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Nearly 50 years after the polio vaccine was developed, the polio virus still attacks in the poorest corners of the planet. Reeltime, Evanston’s free film and discussion series, marks its tenth anniversary season by presenting two inspiring documentaries about the impact of polio: the Academy Award-nominated “The Final Inch” by Irene Taylor Brodsky and Mary M. Dalton’s “Martha in Lattimore.”  

This free event takes place at 7:30 p.m. on Oct. 21 at the Evanston Public Library, 1703 Orrington Ave.

Nominated for an Academy Award, the documentary “The Final Inch” (2008, 38 min.) by Irene Taylor Brodsky goes to the heart of global public health concerns: In the world’s most vulnerable places, the polio virus is poised to re-emerge and re-infect regions where it was stamped out decades ago. The first line of defense against such a re-occurrence is a vast army of health workers who go door-to-door in some of India’s poorest neighborhoods, ensuring every child is vaccinated. Their mission: to eradicate polio from the planet forever. “The Final Inch” is an homage to these heroic foot soldiers.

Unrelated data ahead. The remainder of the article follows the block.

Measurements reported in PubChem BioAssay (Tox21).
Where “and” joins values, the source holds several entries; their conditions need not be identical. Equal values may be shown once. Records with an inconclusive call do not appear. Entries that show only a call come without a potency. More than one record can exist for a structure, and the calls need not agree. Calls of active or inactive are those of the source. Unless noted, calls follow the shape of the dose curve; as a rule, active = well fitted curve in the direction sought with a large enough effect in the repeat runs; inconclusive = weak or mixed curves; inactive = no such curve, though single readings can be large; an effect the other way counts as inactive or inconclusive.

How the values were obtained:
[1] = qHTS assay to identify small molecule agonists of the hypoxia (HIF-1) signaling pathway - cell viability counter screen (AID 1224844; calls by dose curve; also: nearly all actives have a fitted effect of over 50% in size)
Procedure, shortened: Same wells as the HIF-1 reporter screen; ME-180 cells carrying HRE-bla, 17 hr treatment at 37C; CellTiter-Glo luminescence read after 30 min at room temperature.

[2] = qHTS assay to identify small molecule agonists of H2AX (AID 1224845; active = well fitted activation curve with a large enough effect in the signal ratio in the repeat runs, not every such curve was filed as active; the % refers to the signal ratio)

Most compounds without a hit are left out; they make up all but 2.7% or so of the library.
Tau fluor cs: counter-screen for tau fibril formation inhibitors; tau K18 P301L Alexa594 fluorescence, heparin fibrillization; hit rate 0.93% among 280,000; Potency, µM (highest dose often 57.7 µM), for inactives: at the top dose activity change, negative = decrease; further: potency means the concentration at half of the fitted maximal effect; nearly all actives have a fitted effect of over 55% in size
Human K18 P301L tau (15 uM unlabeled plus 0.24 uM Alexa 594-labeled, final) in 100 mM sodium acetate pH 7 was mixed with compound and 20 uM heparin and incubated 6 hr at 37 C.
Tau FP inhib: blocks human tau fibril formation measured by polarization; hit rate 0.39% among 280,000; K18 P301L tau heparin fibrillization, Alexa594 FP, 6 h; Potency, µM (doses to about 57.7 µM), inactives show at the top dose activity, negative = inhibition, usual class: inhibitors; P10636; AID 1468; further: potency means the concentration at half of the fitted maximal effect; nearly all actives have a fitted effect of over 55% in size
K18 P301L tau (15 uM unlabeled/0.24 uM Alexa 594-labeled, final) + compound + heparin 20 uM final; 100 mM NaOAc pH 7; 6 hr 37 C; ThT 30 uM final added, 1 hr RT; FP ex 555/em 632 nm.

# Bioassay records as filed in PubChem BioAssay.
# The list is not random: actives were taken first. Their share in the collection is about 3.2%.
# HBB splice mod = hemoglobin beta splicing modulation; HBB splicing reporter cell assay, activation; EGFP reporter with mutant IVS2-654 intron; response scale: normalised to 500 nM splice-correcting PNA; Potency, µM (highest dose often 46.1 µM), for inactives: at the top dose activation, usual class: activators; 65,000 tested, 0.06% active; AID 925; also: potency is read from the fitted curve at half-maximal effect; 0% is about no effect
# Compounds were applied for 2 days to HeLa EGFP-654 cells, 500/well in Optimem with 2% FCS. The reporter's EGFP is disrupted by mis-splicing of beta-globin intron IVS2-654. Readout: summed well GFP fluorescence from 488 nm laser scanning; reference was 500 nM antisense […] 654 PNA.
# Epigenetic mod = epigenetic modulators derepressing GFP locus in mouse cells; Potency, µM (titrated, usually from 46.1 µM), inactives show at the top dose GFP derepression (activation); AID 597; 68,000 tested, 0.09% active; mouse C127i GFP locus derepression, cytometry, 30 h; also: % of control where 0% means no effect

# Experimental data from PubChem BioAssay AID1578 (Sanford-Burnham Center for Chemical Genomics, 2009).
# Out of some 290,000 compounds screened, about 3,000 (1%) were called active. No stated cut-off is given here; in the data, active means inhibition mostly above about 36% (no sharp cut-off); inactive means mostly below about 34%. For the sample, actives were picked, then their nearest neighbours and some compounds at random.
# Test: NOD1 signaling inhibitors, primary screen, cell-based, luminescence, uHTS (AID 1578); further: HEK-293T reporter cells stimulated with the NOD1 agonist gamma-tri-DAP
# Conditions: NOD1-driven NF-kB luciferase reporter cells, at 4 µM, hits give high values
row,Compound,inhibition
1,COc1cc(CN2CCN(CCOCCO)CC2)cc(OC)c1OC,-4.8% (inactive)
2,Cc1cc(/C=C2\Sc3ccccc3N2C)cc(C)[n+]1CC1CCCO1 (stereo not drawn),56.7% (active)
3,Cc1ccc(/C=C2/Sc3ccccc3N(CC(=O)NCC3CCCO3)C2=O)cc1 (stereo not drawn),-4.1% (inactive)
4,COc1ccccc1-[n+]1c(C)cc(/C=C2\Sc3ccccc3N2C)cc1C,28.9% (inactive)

“The Final Inch” will be followed by Mary M. Dalton’s loving portrait, “Martha in Lattimore” (2005, 45 min). The first thing one notices about Martha Mason is the bright yellow iron lung that encases her body. This life-saving machine has helped her breathe since 1948, when she contracted polio at age 11. Martha, who died this year, lived in an iron lung longer than anyone else in the world. Gifted with a curious mind, strong sense of humor and loving community and attendants, Martha became a published author and the spirited center of Lattimore, her North Carolina hometown.

A post-screening discussion will be facilitated by Kris Tsau, Polio Advocacy Specialist, Rotary International. Co-presented with Rotary International.